• Consequently, the New Formatting Rule dialog will appear. After that, choose the Rule Type: Use a formula to determine which cells to format. Type the below formula in the field: Format values where this formula is true. Click on the Format button and select the highlight color from the Fill tab.
`=\$B5=\$D\$5`
• Click OK > OK to close the dialog boxes.

• As a result, cells containing fruits from the drop-down list are highlighted.

• This method works dynamically, which means if you change the fruit name from the drop-down list the highlighted cells change accordingly.

### 6. Excel ISNUMBER and FIND Functions to Highlight Cells from a List

Now, I will use a combination of functions and a drop-down list to highlight cells. For instance, I will use the combination of the ISNUMBER and FIND functions to highlight cells having the text from another list. This time, I will again use two fruit name lists as my dataset.

Steps:

• First, create the drop-down list from some fruit names in Cell D5.

• Select the dataset (B5:B14).

• Go to HomeÂ > Conditional Formatting > New Rule.
• The New Formatting Rule window will show up. Choose the Rule Type: Use a formula to determine which cells to format. Type the below formula in the field: Format values where this formula is true. After that, click on the Format button and choose the highlight color from the Fill tab.
`=ISNUMBER(FIND(\$D\$5,B5))`
• Click OK after you choose the format color. Again, click OK to close the dialog boxes.

• Finally, cells containing text from the list Text are highlighted in the Books.

Here, the FIND function returns the starting position of one text string within another text string (Case sensitive). Later, the ISNUMBER function checks whether a value is a number, and returns TRUE or FALSE.

### 7. SUMPRODUCT, ISNUMBER, and SEARCH Functions Combination to Highlight Cells That Contain Text from a List

In this method, I will use the SUMPRODUCT function along with the ISNUMBER function and SEARCH function. I will highlight book names in Books (B4:B12) with words from the Text (B5:B8)

Steps:

• Select the dataset (B5:B12) at first.

• Go to Home > Conditional Formatting drop-down.
• Next, select the New Rule from the Conditional Formatting drop-down.
• As a result, the New Formatting Rule dialog box will appear. Choose the Rule Type: Use a formula to determine which cells to format. Type the below formula in the field: Format values where this formula is true. Then, click on the Format button and choose the highlight color from the Fill tab.
`=SUMPRODUCT(--ISNUMBER(SEARCH(\$D\$5:\$D\$8,B5)))>0`
• Click OK > OK to close the dialog boxes.

• Finally, cells containing book names with the text from the list Text are highlighted.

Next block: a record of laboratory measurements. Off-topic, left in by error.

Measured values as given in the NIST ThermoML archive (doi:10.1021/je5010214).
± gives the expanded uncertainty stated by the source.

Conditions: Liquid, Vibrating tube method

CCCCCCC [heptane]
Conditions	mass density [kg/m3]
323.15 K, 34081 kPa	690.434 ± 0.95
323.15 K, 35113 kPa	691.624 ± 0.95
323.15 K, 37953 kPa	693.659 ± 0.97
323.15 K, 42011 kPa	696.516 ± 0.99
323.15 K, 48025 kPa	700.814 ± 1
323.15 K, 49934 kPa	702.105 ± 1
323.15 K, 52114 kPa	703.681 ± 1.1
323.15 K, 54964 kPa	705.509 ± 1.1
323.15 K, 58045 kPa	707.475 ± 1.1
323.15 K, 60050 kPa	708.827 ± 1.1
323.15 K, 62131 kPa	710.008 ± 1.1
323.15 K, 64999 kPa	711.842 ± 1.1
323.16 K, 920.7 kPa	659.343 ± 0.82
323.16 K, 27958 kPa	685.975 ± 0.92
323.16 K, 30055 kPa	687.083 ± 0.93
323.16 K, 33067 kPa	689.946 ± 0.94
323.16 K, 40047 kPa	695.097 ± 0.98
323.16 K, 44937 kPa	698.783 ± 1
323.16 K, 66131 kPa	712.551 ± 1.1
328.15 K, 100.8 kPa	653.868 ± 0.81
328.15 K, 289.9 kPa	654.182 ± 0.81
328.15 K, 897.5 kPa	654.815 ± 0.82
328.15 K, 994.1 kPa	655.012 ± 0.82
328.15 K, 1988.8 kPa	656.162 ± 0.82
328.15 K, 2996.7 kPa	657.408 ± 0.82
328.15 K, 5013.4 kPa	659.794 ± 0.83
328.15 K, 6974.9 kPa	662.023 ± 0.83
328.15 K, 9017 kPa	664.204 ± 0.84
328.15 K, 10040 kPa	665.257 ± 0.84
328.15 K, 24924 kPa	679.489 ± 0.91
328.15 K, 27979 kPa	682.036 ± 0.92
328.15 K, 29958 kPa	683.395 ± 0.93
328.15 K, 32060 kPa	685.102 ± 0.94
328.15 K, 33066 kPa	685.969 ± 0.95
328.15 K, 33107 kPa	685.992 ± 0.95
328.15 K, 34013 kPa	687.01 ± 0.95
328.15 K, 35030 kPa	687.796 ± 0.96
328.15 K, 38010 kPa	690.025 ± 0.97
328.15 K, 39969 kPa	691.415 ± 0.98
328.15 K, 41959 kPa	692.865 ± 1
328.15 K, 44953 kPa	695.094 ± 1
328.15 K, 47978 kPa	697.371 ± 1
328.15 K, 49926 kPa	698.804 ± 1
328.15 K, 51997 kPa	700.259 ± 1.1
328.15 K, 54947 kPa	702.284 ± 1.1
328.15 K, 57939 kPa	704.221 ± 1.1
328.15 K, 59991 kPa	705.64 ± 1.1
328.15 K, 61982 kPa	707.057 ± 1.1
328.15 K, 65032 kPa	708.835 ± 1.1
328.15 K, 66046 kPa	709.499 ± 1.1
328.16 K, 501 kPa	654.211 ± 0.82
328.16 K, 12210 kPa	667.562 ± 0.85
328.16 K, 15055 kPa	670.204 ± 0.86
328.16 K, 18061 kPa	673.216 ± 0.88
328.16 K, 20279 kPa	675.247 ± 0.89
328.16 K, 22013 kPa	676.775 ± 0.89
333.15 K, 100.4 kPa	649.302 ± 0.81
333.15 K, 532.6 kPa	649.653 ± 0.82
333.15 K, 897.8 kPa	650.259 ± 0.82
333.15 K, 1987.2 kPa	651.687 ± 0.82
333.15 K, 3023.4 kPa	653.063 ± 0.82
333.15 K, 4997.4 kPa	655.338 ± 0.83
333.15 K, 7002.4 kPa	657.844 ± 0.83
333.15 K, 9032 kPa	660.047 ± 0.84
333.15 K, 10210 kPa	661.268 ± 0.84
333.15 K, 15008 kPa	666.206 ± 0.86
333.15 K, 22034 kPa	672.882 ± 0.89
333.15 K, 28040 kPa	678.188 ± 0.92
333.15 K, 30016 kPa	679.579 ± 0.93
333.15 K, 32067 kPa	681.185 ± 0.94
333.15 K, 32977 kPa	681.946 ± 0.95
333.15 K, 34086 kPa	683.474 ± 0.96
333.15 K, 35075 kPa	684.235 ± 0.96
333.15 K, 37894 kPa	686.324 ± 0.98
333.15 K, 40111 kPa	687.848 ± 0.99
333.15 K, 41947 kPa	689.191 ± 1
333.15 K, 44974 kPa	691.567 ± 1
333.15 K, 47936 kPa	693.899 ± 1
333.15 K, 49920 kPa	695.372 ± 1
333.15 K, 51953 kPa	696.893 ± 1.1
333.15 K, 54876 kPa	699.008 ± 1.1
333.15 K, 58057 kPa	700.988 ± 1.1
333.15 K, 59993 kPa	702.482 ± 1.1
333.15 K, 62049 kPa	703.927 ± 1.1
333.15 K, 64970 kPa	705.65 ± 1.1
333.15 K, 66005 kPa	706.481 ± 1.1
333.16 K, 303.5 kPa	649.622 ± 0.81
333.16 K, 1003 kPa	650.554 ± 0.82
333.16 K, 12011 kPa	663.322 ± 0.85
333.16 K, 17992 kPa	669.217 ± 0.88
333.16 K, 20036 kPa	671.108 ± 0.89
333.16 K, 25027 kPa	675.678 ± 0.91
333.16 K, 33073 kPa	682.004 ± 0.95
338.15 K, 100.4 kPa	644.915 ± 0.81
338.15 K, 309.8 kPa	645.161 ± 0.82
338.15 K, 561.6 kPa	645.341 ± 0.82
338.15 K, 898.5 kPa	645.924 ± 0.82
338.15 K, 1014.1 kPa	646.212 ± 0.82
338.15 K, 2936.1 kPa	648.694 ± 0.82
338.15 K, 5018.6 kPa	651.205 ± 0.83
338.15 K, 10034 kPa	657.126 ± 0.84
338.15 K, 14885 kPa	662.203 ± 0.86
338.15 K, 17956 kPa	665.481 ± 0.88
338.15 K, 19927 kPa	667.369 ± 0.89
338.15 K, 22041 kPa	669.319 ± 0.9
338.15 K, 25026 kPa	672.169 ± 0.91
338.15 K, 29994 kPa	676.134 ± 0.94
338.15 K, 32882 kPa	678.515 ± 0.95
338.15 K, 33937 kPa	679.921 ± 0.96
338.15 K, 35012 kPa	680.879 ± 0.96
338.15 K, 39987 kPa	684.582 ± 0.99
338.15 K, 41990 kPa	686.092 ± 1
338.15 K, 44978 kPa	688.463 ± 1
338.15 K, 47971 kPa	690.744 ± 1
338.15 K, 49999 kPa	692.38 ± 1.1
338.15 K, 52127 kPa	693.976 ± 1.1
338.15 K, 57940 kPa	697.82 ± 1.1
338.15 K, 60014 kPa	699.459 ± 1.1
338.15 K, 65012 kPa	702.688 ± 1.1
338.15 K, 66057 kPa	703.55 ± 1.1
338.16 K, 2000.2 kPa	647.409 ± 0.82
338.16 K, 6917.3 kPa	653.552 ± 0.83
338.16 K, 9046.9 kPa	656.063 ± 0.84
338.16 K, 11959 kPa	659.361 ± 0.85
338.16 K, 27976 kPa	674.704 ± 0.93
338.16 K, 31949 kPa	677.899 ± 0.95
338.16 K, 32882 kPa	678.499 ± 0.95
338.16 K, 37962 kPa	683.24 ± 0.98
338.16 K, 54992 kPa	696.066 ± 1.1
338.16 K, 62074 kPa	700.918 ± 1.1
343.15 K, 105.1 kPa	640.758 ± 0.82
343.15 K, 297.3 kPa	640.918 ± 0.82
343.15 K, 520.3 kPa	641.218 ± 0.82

ðŸ”Ž How Does the Formula Work?

âž¤ SEARCH(\$D\$5:\$D\$8,B5)

This part of the formula returns:

{#VALUE!;#VALUE!;1;5}

Here, the SEARCH function returns the position of the value. But it returns an error (#VALUE!) if the value is not found.

âž¤ ISNUMBER(SEARCH(\$D\$5:\$D\$8,B5))

The ISNUMBER function converts all error results to FALSE and other results to TRUE.

This part replies:

{FALSE;FALSE;TRUE;TRUE}

âž¤ â€“ISNUMBER(SEARCH(\$D\$5:\$D\$8,B5))

This part returns:

{0;0;1;1}

The double minus (â€”) sign converts all FALSE and TRUE values to 0 and 1.

âž¤ SUMPRODUCT(â€“ISNUMBER(SEARCH(\$D\$5:\$D\$8,B5)))>0

This part replies:

{TRUE;FALSE;TRUE;FALSE;FALSE;TRUE;FALSE;TRUE}

Finally, the SUMPRODUCT function tests the previous result against zero (0) and thus guides the Conditional Formatting rule to highlight cells.

## Conclusion

In the above article, I have tried to discuss several methods to highlight cells that contain text from a list elaborately. Hopefully, these methods and explanations will be enough to solve your problems. Please let me know if you have any queries.

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Hosne Ara

Hi, This is Hosne Ara. Currently, I do write for ExcelDemy. I have a long experience working with different industries and I have seen how vast the scope of Microsoft Excel is. So, eventually, I started to write articles on Excel and VBA. Basically, my articles are targeted to help people who are working in Excel. By profession, I am an Engineer. Materials and Metallurgical Engineering is my major. Besides, I am a certified Project Manager (PMP) too. I have worked with Power Plant and IT industry earlier. As a person, I am detail-oriented and love doing research. Establishing a greener world is one of my mottos.

1. I have tried each one of your suggestions above and they are all hightlighting the cell above instead of the cell the information is in.

2. Hello TAMMY,
Thanks for reaching out to us.
Although I couldn’t fully grasp your query, I’m assuming you want to highlight the cells in the Fruit 2 list (referring to Method 1 for example) instead of the Fruit 1 list.
If that’s the case, you have to select the Fruit 2 range (D4:D9) first. Then, click Home > Conditional Formatting and follow the rest of the steps.
However, in the Format values where this formula is true field, you have to insert =COUNTIF(\$B\$5:\$B\$14,D5)
If every other thing is okay, the cells will get highlighted.
Feel free to reach out to me at [email protected] if the above suggestions didn’t meet your requirement.
Good luck!

3. Same problem as TAMMY had. I’ve tried several formulas but it’s highlighting either one above or the one bleow cell.

• Hello,